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The distribution of full income in Greece

Author

Listed:
  • Christos Koutsampelas
  • Panos Tsakloglou

Abstract

Purpose - The purpose of this paper is to examine the distributional implications of using full income instead of disposable income in the analysis of economic inequality. For that purpose the authors employ a very extensive list of noncash incomes with the aim of examining the distributional effects of noncash incomes and reassessing the level and structure of inequality under a comprehensive definition of income. Design/methodology/approach - The study employs the microdata of the 2004/2005 Greek Household Budget Survey. The value of non-monetary components was estimated using the appropriate statistical methods and econometric techniques. Tools of income distribution analysis were utilized for assessing the distributional consequences of adopting an extended definition of income. Findings - The results indicate that both private and public noncash incomes are far more equally distributed than monetary income, but the inequality-reducing effect of publicly-provided services is stronger. Noncash incomes appear to accrue more heavily to younger and older individuals. Research limitations/implications - The analysis uses the same equivalence scales for the analysis of both monetary income and full income. This treatment may be open to criticism in the case of in-kind public transfers. Due to data limitations the authors do not take into account home-produced services, as well as several in-kind transfers such as the provision of elderly care. Practical implications - The study argues in favor of moving beyond disposable income for measuring inequality and for the purposes of social policy design. Originality/value - Even if several studies take into account particular noncash items, there is an important void in the distributional analysis of full income.

Suggested Citation

  • Christos Koutsampelas & Panos Tsakloglou, 2013. "The distribution of full income in Greece," International Journal of Social Economics, Emerald Group Publishing, vol. 40(4), pages 311-330, March.
  • Handle: RePEc:eme:ijsepp:v:40:y:2013:i:4:p:311-330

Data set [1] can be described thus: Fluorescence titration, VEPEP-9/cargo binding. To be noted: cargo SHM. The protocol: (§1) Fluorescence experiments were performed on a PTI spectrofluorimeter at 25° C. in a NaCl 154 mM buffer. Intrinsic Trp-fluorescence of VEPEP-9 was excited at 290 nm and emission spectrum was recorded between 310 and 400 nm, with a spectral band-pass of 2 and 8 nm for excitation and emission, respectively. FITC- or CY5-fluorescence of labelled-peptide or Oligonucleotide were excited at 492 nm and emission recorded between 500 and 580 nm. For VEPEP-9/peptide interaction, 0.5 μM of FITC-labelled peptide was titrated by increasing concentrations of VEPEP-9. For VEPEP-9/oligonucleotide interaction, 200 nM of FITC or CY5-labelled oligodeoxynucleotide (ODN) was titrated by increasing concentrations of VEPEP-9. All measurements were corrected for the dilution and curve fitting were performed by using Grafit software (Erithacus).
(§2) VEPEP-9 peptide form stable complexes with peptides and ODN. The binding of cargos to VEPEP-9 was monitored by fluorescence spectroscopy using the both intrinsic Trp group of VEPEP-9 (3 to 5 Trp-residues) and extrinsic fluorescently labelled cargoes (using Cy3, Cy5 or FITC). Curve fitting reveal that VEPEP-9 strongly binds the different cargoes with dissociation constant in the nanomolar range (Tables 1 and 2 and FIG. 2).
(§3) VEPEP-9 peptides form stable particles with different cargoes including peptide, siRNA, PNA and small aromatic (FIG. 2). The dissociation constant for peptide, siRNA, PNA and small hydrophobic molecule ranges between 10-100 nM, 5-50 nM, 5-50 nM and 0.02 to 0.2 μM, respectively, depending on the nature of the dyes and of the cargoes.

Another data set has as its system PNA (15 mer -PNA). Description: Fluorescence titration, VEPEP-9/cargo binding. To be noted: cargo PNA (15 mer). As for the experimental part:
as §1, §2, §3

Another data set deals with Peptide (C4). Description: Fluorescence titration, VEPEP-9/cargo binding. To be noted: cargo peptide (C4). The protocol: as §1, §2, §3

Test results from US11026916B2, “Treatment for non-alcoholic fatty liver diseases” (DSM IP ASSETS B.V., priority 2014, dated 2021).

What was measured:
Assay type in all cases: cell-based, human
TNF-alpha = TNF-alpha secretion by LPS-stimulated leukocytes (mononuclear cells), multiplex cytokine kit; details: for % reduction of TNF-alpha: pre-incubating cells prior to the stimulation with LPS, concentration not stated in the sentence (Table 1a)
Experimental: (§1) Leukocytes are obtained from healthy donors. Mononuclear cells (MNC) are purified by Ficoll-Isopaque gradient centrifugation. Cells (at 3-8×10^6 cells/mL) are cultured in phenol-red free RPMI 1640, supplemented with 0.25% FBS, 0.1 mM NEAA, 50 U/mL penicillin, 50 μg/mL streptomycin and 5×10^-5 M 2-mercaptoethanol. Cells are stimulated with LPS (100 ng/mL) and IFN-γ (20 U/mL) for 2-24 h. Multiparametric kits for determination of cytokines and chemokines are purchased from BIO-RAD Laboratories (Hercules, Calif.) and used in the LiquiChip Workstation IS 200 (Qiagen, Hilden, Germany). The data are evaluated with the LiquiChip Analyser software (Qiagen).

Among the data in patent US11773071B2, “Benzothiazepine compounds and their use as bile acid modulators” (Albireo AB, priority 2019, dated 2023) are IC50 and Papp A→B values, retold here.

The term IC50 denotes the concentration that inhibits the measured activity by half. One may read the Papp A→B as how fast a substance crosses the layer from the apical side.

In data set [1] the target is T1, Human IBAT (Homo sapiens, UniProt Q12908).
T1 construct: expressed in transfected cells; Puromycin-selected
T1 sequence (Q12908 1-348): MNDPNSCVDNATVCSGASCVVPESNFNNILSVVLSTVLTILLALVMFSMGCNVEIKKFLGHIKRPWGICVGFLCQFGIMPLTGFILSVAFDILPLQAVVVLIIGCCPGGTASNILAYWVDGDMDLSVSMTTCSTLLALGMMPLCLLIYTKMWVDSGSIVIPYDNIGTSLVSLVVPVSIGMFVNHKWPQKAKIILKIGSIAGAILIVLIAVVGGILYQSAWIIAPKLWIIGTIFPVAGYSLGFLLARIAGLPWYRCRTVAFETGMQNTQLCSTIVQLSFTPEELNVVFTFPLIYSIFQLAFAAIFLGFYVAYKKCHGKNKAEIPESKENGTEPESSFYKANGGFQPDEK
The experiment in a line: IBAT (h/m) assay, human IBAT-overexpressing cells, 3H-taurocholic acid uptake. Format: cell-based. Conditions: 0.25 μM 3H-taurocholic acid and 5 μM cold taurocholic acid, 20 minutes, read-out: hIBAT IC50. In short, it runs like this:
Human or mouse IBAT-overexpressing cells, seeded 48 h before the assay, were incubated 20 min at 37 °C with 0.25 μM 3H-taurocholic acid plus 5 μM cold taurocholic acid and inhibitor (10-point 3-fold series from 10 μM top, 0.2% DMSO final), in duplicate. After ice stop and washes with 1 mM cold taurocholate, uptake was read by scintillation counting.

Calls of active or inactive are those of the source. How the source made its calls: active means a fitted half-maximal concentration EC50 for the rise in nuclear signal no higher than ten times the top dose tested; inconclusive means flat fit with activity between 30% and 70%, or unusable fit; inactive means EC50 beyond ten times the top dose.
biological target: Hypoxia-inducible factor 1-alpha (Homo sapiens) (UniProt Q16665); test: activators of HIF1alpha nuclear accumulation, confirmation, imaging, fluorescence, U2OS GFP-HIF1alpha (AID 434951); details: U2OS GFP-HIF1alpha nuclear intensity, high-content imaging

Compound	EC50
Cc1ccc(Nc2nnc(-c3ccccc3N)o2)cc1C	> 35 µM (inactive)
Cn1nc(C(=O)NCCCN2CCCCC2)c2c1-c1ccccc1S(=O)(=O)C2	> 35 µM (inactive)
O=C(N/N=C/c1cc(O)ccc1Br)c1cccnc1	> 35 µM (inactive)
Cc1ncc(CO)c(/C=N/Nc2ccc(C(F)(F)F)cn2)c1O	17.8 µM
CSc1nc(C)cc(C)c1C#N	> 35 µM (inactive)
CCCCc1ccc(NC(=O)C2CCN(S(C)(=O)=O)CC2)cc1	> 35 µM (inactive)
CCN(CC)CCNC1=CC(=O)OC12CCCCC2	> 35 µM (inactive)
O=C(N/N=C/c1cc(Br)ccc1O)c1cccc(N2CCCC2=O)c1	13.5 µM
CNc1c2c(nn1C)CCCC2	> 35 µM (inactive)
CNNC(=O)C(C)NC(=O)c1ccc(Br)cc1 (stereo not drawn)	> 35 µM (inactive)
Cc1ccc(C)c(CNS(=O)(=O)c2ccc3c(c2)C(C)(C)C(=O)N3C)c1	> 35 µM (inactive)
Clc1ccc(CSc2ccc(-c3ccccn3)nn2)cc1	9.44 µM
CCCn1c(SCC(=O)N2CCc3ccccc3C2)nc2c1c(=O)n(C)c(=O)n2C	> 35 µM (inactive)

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    References listed on IDEAS

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    Citations

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    Cited by:

    1. Andriopoulou, Eirini & Karakitsios, Alexandros & Tsakloglou, Panos, 2017. "Inequality and poverty in Greece: Changes in times of crisis," GLO Discussion Paper Series 119, Global Labor Organization (GLO).
    2. Stockhausen, Maximilian, 2016. "The Impact of Private and Public Childcare Provision on the Distribution of Children's Incomes in Germany," Annual Conference 2016 (Augsburg): Demographic Change 145638, Verein für Socialpolitik / German Economic Association.
    3. repec:bla:tvecsg:v:107:y:2016:i:5:p:628-641 is not listed on IDEAS
    4. Christos Koutsampelas, 2012. "Immigration and Poverty: Findings from Cyprus," University of Cyprus Working Papers in Economics 13-2012, University of Cyprus Department of Economics.
    5. Maximilian Stockhausen, 2017. "The Distribution of Economic Resources to Children in Germany," SOEPpapers on Multidisciplinary Panel Data Research 901, DIW Berlin, The German Socio-Economic Panel (SOEP).
    6. repec:spr:lsprsc:v:11:y:2018:i:2:d:10.1007_s12076-018-0204-7 is not listed on IDEAS
    7. Rolf Aaberge & Audun Langørgen & Petter Lindgren, 2013. "The distributional impact of public services in," Discussion Papers 746, Statistics Norway, Research Department.

    More about this item

    Keywords

    Greece; Social policy; Income; Cash; Income distribution; Imputed rents; In-kind public transfers;

    JEL classification:

    • D31 - Microeconomics - - Distribution - - - Personal Income and Wealth Distribution
    • I38 - Health, Education, and Welfare - - Welfare, Well-Being, and Poverty - - - Government Programs; Provision and Effects of Welfare Programs

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